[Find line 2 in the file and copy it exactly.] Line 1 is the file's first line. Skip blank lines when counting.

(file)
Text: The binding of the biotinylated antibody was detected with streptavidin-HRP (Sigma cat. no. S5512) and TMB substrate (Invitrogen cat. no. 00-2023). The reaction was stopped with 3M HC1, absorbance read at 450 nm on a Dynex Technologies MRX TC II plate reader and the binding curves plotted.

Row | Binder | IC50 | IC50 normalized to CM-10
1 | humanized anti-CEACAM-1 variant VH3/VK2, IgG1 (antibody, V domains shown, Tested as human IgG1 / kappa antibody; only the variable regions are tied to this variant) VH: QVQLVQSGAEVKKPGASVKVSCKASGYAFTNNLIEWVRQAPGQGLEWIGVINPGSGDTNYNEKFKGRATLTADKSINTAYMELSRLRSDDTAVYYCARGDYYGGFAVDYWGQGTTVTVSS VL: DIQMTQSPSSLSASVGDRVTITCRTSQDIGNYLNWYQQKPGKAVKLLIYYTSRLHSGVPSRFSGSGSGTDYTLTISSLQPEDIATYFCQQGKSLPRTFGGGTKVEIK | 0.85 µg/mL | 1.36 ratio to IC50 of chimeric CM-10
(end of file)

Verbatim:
Row | Binder | IC50 | IC50 normalized to CM-10